Women’s heart health is more than skin deep

By Lisa Schilling

February is Heart Health Month and there’s an emphasis on Women’s health.

With heart disease being the leading killer among women, education and awareness is important. Every February, articles offer advice such as exercising adequately, eating good quality food and getting proper rest to protect the heart.

Most women already know what they should be doing to be healthier. It is the feeling of “should be” that causes guilt and frustration in many women. Guilt and frustration usually lead to stress. Ironically, knowing what one should be doing, combined with not doing it, is a major risk factor for heart disease.

The heart is a vital organ in the body, its proper functioning is essential to health. It is also the essential home of our spiritual essence, as in: you will always be in my “heart.” We have all heard of heartache, heart sick and broken heart, these are all conditions of the spirit, not the actual organ. But some studies show that there is a distinct link between the two. What causes disease in the spirit has a direct correlation to disease in the body.

When a woman experiences stress, guilt or anguish the disease it causes in the spirit will affect the chemicals that the body produces. These so called, stress hormones have an effect on body functioning, studies show. Overtime this prolonged stress, combined with various other risk factors, can greatly impact one’s health.

This phenomenon is seen in men as well, but it seems to be a bigger risk factor for women. In part, this is due to the nurturing nature of women and their propensity to be a caregiver. It is this special quality that can actually lead to health issues if not managed properly. Women’s need to nurture and care for others often leads them to take less time for self-care.

For some women, taking time for self-care causes extreme guilt. This can lead them to become overburdened and under cared for. By not wanting to burden others, women often hide the symptoms of actual heart disease. This accounts for the reasons that many women do not seek treatment until they have a heart attack.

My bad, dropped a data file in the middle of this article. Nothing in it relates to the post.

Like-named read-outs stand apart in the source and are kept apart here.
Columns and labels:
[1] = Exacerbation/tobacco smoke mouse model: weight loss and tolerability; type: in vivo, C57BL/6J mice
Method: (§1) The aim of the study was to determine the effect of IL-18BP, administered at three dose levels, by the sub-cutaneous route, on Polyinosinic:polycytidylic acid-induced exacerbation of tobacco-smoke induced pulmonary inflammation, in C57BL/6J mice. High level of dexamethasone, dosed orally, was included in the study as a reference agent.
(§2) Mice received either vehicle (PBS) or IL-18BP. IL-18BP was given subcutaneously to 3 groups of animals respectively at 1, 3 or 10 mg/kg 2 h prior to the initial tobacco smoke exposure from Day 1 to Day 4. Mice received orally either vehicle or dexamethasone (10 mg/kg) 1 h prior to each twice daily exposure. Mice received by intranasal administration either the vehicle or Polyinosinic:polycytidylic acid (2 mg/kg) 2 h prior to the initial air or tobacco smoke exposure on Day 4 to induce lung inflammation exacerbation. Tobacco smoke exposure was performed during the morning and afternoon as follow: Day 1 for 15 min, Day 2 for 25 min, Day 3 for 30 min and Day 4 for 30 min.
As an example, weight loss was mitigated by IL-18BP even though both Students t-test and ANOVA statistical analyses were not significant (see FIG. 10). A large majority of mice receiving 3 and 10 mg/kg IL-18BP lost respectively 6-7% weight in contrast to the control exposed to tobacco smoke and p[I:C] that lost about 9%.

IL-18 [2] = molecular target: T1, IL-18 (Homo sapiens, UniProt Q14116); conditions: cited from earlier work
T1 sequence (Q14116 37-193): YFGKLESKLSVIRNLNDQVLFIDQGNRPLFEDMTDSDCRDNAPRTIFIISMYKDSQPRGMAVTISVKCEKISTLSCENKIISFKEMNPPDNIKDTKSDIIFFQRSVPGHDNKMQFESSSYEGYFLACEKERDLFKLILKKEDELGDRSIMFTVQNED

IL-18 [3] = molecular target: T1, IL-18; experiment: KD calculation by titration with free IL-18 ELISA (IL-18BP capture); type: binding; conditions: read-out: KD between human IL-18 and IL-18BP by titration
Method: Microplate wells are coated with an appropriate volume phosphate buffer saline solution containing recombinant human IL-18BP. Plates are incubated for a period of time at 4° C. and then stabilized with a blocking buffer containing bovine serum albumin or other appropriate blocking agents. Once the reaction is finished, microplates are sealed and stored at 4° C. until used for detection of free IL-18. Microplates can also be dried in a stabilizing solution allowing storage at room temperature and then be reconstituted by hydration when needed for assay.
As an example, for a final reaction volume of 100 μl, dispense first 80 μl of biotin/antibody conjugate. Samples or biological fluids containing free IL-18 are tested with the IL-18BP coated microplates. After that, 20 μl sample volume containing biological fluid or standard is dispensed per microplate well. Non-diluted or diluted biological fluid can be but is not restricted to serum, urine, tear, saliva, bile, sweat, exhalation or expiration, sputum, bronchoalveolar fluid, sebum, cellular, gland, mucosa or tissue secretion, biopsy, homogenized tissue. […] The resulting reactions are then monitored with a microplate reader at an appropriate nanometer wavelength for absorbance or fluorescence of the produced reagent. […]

It is time for women to understand the underlying reasons that they are not nurturing themselves. The number one way women can reduce their risk for heart disease is to be vigilant in taking time for self-care. Making this acceptable, will release the guilt that leads to disease.

When women begin to value themselves and believe they are worthy of self-care, they will begin to do all of those heart healthy tips that are expounded during this month of focusing on heart health. Until then, they will continue to feel the pressure that comes with being excessively selfless, the kind of pressure that elevates their risk cardiovascular disease such as heart attack and stroke.

By relaxing and focusing on self-fulfillment and work-life balance, women can begin to circulate heart healthy hormones. These activities not only keep the spirit strong, but can boost immune function by allowing women the freedom to participate in the behaviors that strengthen their health.

These activities not only keep the spirit strong but can boost immune function by strengthening the heart.

For years we have educated women “what to do,” now it is time to educate them “why to do it” and “how to do it.” This is an issue of the heart and the spirit as much as the organ itself. By addressing women’s nature to be a caregiver, and enabling them to be a receiver of care, we can empower them to actually make heart healthy choices without guilt.


About Pedro Heizer

I'm a person of simple taste, all I need is some country music, Batman, Star Wars, sports, coffee, and most importantly Jesus Christ, because what profits a man if he gains the whole world and loses his soul? View all posts by Pedro Heizer

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